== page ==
Queensland Historical Atlas

Take a new journey through Queensland’s past and present. We’re the first Australian state to publish an online historical atlas. Explore our history on a grand scale with over 1000 maps, stunning photos, rarely-seen museum objects and intriguing stories.

Project details

Queensland Historical Atlas logo

The Queensland Historical Atlas is an Australian Research Council (ARC) funded Linkage project between Queensland Museum and The University of Queensland (UQ). The QHAtlas project synthesises cross-disciplinary approaches in history, environmental studies, archaeology, anthropology and cultural geography to explore 'themes in the landscape' as a means to comprehend the diverse cultural and environmental histories of the state of Queensland.

This project provides a fresh approach to Queensland history, presenting a different way into the cultural histories of Queensland. Using a thematic approach, 14 evocative concepts are explored as key pathways into a broad array of topics. The project presents a comprehensive on-line resource, drawing material from 150 scholars that have authored over 170 individual essays. Content will continue to be added as additional submissions are received. The array of authors contributing to the atlas provides multiple views of different aspects of Queensland's history. The atlas is illustrated with historical maps which play a key role in presenting a spatial and cultural landscape view of Queensland. Objects from Queensland Museum collections are another integral component in illustrating contributions. In addition, pictures, postcards, poetry and music are all used to present an innovative interpretation that sets the atlas apart from other historical resources.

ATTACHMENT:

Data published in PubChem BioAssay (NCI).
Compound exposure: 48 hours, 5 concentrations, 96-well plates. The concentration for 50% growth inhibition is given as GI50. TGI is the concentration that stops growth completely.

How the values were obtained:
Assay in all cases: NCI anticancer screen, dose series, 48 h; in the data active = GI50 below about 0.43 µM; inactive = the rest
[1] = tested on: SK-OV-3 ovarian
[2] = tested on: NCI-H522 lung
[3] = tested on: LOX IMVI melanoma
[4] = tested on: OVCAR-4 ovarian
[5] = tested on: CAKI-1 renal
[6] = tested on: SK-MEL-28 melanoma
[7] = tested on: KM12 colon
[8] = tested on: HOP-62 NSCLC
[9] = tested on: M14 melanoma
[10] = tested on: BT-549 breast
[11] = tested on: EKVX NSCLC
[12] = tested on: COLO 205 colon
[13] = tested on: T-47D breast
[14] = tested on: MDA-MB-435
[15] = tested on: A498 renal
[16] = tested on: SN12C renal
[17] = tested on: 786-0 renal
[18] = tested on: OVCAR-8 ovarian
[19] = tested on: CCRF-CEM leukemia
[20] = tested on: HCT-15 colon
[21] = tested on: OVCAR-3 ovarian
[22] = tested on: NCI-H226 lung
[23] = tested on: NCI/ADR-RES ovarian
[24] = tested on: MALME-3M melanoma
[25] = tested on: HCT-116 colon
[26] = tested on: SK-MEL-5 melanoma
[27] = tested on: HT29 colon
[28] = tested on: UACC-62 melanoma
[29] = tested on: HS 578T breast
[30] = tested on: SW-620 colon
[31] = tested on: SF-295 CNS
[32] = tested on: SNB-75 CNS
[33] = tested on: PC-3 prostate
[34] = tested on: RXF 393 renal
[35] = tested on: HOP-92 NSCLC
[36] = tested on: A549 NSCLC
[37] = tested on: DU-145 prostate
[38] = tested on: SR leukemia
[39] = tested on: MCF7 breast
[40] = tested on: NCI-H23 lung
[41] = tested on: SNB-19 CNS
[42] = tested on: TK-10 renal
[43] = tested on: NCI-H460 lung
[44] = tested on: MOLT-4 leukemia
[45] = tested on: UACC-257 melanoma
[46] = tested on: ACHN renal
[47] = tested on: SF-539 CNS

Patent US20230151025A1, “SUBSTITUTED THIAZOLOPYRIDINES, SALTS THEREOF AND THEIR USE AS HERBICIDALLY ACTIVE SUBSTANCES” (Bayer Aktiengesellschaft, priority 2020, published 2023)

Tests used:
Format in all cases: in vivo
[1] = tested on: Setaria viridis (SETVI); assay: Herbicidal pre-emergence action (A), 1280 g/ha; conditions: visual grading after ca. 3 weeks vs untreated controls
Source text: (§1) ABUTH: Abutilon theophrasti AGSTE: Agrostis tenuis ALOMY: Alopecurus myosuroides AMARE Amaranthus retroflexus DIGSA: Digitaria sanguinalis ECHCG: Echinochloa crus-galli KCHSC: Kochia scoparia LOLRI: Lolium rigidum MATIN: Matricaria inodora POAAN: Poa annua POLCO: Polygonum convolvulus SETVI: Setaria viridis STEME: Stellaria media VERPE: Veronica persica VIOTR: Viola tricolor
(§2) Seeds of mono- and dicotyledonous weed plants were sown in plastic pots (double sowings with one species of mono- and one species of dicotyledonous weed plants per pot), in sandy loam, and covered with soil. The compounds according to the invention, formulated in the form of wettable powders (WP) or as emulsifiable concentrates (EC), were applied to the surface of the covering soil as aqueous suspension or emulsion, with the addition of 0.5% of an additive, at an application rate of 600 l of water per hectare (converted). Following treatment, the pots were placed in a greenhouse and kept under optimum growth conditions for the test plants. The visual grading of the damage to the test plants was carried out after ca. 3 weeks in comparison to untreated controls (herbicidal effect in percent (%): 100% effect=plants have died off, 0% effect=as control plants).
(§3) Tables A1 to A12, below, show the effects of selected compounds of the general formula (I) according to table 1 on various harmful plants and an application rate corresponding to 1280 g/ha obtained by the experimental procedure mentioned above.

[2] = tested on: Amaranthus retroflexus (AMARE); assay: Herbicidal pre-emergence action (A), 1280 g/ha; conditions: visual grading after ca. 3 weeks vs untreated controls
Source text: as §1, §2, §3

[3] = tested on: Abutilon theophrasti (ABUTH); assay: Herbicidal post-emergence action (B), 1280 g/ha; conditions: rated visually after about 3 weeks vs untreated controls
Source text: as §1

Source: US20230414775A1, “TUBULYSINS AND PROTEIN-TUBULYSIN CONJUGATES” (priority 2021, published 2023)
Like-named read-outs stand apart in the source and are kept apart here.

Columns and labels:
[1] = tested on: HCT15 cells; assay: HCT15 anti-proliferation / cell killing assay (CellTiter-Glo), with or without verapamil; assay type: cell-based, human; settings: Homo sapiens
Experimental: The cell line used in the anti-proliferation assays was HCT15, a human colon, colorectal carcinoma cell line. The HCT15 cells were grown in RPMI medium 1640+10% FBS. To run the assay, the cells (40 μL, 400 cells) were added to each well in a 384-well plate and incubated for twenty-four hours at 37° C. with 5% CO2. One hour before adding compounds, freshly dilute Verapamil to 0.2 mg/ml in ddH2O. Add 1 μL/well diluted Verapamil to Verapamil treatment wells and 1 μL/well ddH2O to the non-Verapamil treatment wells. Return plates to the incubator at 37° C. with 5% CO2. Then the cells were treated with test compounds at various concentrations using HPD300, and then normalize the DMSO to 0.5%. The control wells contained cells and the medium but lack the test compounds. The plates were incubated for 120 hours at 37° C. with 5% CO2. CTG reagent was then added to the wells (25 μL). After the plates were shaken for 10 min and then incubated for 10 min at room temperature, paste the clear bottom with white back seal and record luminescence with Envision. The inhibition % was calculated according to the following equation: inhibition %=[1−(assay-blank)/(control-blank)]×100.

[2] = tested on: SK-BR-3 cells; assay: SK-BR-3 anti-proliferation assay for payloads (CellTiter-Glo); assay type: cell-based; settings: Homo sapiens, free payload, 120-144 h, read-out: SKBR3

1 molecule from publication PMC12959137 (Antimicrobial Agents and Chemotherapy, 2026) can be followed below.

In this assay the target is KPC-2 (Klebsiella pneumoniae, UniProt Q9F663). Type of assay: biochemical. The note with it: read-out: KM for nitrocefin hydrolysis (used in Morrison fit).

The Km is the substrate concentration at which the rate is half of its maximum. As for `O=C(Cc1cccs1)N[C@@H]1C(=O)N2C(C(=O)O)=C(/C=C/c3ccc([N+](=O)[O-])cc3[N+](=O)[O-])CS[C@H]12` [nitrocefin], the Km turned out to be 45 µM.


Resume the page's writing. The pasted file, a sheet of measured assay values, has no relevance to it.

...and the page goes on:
Members of the Cultures & Histories team at Queensland Museum have contributed and continue to provide essays related to their own areas of expertise. They are also continuing to identify a selection of objects from the State collection to illustrate each of the themes and many of the topics explored. The project has supported two PhD students and has offered a number of summer scholarships through the University of Queensland.

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